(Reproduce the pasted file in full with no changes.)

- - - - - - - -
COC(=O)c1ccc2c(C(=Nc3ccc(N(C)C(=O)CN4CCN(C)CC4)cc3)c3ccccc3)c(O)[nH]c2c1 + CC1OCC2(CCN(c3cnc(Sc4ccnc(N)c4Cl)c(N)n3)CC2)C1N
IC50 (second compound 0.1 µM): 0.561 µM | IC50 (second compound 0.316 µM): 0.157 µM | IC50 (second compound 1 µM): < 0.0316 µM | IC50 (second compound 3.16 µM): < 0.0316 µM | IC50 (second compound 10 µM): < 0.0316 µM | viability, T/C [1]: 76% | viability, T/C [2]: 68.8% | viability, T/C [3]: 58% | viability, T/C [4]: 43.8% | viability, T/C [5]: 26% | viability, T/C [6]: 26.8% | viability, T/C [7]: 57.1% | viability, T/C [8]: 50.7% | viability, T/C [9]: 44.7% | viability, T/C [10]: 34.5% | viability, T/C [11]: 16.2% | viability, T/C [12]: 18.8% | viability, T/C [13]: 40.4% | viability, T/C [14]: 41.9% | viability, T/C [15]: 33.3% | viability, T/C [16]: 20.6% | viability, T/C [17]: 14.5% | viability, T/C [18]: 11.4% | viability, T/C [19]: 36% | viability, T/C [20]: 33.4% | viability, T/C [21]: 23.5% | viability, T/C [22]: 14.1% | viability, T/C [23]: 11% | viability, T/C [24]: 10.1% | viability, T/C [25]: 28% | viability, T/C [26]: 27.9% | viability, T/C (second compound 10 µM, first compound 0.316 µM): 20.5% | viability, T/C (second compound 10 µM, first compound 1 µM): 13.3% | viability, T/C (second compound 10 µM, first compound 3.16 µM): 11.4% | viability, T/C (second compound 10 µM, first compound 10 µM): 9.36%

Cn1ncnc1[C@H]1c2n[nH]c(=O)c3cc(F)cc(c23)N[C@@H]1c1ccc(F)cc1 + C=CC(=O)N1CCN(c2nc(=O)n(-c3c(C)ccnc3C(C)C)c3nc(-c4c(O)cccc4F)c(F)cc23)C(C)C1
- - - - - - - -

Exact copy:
COC(=O)c1ccc2c(C(=Nc3ccc(N(C)C(=O)CN4CCN(C)CC4)cc3)c3ccccc3)c(O)[nH]c2c1 + CC1OCC2(CCN(c3cnc(Sc4ccnc(N)c4Cl)c(N)n3)CC2)C1N
IC50 (second compound 0.1 µM): 0.561 µM | IC50 (second compound 0.316 µM): 0.157 µM | IC50 (second compound 1 µM): < 0.0316 µM | IC50 (second compound 3.16 µM): < 0.0316 µM | IC50 (second compound 10 µM): < 0.0316 µM | viability, T/C [1]: 76% | viability, T/C [2]: 68.8% | viability, T/C [3]: 58% | viability, T/C [4]: 43.8% | viability, T/C [5]: 26% | viability, T/C [6]: 26.8% | viability, T/C [7]: 57.1% | viability, T/C [8]: 50.7% | viability, T/C [9]: 44.7% | viability, T/C [10]: 34.5% | viability, T/C [11]: 16.2% | viability, T/C [12]: 18.8% | viability, T/C [13]: 40.4% | viability, T/C [14]: 41.9% | viability, T/C [15]: 33.3% | viability, T/C [16]: 20.6% | viability, T/C [17]: 14.5% | viability, T/C [18]: 11.4% | viability, T/C [19]: 36% | viability, T/C [20]: 33.4% | viability, T/C [21]: 23.5% | viability, T/C [22]: 14.1% | viability, T/C [23]: 11% | viability, T/C [24]: 10.1% | viability, T/C [25]: 28% | viability, T/C [26]: 27.9% | viability, T/C (second compound 10 µM, first compound 0.316 µM): 20.5% | viability, T/C (second compound 10 µM, first compound 1 µM): 13.3% | viability, T/C (second compound 10 µM, first compound 3.16 µM): 11.4% | viability, T/C (second compound 10 µM, first compound 10 µM): 9.36%

Cn1ncnc1[C@H]1c2n[nH]c(=O)c3cc(F)cc(c23)N[C@@H]1c1ccc(F)cc1 + C=CC(=O)N1CCN(c2nc(=O)n(-c3c(C)ccnc3C(C)C)c3nc(-c4c(O)cccc4F)c(F)cc23)C(C)C1